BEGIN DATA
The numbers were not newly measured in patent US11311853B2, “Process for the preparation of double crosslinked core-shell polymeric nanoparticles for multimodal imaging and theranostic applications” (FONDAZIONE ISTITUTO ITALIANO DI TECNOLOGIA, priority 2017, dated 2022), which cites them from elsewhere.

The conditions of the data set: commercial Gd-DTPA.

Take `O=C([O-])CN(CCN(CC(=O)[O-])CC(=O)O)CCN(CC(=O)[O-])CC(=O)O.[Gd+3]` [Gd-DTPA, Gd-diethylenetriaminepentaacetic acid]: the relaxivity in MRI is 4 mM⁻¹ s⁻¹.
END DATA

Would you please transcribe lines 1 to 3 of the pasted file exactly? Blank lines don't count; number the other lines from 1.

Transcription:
The numbers were not newly measured in patent US11311853B2, “Process for the preparation of double crosslinked core-shell polymeric nanoparticles for multimodal imaging and theranostic applications” (FONDAZIONE ISTITUTO ITALIANO DI TECNOLOGIA, priority 2017, dated 2022), which cites them from elsewhere.

The conditions of the data set: commercial Gd-DTPA.

Take `O=C([O-])CN(CCN(CC(=O)[O-])CC(=O)O)CCN(CC(=O)[O-])CC(=O)O.[Gd+3]` [Gd-DTPA, Gd-diethylenetriaminepentaacetic acid]: the relaxivity in MRI is 4 mM⁻¹ s⁻¹.